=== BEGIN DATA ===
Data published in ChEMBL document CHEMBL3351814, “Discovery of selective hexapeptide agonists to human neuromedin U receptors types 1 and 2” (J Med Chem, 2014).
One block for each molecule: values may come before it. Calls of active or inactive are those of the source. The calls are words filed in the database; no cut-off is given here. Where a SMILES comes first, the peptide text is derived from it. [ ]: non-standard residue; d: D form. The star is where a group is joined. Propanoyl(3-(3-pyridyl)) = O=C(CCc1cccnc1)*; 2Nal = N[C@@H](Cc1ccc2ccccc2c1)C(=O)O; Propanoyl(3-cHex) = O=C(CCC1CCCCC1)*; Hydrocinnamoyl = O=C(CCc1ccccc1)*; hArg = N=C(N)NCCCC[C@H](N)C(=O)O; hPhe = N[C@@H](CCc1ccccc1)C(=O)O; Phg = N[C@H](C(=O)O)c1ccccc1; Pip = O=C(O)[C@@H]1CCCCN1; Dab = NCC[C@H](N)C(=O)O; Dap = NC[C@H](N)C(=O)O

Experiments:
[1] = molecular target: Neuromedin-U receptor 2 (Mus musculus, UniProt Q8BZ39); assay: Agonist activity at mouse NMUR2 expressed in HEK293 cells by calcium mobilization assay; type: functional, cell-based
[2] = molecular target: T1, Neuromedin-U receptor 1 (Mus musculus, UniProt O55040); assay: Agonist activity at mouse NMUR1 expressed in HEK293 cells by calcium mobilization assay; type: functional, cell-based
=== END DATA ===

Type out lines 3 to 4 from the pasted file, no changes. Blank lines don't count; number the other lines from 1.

Experiments:
[1] = molecular target: Neuromedin-U receptor 2 (Mus musculus, UniProt Q8BZ39); assay: Agonist activity at mouse NMUR2 expressed in HEK293 cells by calcium mobilization assay; type: functional, cell-based